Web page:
This article came from a question that gets asked often on the usenet newsgroup rec sport paintball. Considering the number of paintball guns currently on the market, it’s certainly a legitimate question. Most people want to get the best bang for his or her buck, but with so many from which to choose, which way do you go? What follows is based entirely on my opinion developed from my personal experience. Although I talk about specific guns, my purpose here is not to endorse or attack a particular product, but to give my opinion on what that item represents in overall value for the user. If you are someone who has money to burn and doesn’t care where it goes, then this article is not for you. However, if you are looking to get the most for you paintball dollar, I hope this helps.
First off, let me say, that I would not recommend anyone seriously invest in a paintball gun without playing the game first. Sure, if you want to buy a $30 plastic gun at a discount store to experiment with, that’s fine, just don’t overlook the safety aspects of it. Even a cheap gun can put someone’s eye out, and discount stores do nothing to promote the use of eye protection. However, you’ll get a much better sense of what paintball is all about if you take that same $30 to a commercial paintball field, and rent the equipment you need to play for a day. You’ll find out if paintball is something you actually want to play. At the same time you’ll get an idea of the performance level of different guns, while being schooled in the proper safety procedures of the game.
If you decide paintball is something you like, I highly recommend a relatively inexpensive gun for new players. More money is capable of buying higher overall performance, but with that performance you also increase complexity. Also, if you are a new player, increased performance in a gun is something you shouldn’t worry about until you are a) certain you want to invest serious money into this game, and b) convinced the performance level of the gun is somehow holding you back. Even if money is no object, that concept may come back to haunt you if you find out paintball is just a passing fad for you, or you realize that you could have done just as well for less money. I have seen a lot of people buy expensive equipment only to find out it didn’t magically make them a better player. That can be disappointing and the end result is often hundreds of dollars worth of merchandise collecting dust in a closet.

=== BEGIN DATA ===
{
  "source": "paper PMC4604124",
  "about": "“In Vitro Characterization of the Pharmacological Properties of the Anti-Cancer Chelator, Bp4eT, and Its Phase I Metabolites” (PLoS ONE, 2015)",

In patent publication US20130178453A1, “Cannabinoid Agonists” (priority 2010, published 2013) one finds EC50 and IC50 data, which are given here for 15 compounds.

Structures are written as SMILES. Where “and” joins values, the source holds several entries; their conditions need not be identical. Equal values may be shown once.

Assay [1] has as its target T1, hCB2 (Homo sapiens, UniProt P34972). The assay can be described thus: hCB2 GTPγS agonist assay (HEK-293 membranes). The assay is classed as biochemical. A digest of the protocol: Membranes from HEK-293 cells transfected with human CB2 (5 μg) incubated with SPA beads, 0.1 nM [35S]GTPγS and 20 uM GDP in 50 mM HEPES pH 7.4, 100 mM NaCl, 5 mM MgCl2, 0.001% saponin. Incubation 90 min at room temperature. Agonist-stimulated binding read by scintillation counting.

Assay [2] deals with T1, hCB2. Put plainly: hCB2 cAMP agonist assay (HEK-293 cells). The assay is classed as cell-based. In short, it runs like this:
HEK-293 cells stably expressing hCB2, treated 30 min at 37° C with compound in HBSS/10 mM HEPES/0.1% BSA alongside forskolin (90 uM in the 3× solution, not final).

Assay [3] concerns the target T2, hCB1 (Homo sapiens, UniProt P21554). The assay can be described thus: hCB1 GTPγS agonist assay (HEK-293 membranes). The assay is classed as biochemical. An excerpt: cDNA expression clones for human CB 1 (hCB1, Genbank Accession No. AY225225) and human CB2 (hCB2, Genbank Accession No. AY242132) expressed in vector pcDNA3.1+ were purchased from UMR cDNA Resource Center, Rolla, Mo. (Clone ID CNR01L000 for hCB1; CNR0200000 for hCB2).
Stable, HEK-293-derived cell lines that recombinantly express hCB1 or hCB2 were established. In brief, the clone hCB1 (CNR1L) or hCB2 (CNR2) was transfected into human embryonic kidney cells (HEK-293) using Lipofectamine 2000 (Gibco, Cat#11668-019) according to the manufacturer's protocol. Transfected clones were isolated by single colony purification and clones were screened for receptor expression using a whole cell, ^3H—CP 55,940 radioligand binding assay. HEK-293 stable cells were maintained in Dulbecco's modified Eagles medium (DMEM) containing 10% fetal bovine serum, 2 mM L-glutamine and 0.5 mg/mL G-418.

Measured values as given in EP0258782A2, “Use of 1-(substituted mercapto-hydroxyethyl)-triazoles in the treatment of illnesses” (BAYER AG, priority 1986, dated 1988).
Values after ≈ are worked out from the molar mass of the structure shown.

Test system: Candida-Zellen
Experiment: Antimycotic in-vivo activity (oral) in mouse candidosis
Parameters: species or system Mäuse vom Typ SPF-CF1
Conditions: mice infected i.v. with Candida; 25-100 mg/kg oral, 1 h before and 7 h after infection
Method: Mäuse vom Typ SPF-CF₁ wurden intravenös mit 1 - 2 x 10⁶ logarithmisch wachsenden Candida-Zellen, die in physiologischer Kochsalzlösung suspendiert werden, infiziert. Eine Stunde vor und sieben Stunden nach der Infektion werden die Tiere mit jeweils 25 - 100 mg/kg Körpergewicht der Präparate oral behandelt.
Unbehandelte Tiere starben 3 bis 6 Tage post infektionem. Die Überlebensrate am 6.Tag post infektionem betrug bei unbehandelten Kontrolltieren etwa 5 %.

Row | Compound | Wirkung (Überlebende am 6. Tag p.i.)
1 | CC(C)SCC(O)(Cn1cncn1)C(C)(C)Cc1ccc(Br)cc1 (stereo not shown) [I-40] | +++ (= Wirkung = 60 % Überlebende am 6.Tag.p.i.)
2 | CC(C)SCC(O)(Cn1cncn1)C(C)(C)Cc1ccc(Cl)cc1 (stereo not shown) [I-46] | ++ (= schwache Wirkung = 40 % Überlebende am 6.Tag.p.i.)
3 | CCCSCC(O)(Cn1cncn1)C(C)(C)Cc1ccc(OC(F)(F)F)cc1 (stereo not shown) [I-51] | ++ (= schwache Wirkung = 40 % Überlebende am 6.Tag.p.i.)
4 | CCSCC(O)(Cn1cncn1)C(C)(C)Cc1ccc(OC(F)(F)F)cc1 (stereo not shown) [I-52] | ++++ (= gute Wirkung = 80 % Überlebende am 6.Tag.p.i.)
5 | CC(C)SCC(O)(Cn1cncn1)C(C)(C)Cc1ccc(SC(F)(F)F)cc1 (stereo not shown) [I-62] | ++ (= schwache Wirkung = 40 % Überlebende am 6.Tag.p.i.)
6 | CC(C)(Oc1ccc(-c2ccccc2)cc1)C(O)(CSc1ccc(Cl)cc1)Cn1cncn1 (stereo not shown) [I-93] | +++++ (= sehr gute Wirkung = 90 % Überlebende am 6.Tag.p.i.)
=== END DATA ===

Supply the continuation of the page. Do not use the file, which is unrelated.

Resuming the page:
When friends ask me about a first gun purchase, I usually recommend something along the lines of the PMI Piranha, because it’s a good functional gun, simple to operate and clean, easily upgradable, accurate, efficient, and one of the better values for the money. It is not perfect – nothing is. There are plenty of other guns that will work as well or better. However, in a “bang for your buck” sense, few paintball guns can compete directly with the Piranha. It’s a solid, yet low price investment. Kingman Spyders are also good starter guns (I own 3.2 of them myself), but when compared to the almost identical Piranha, fall slightly behind on features .vs price.
My second recommendation is usually a Tippmann gun such as the Model 98 or Pro/Carbine. Both are durable and reliable. Tippmann guns are well built, and they tend to be heavier and longer than stacked blow-backs like the Piranha. However, some people prefer that heavier, solid feel. Tippman makes an excellent product, and stands behind it with a well known reputation for “outstanding” customer service. If you want something you can sling over your shoulder and accidentally drop every once in a while, you might consider a Tippman.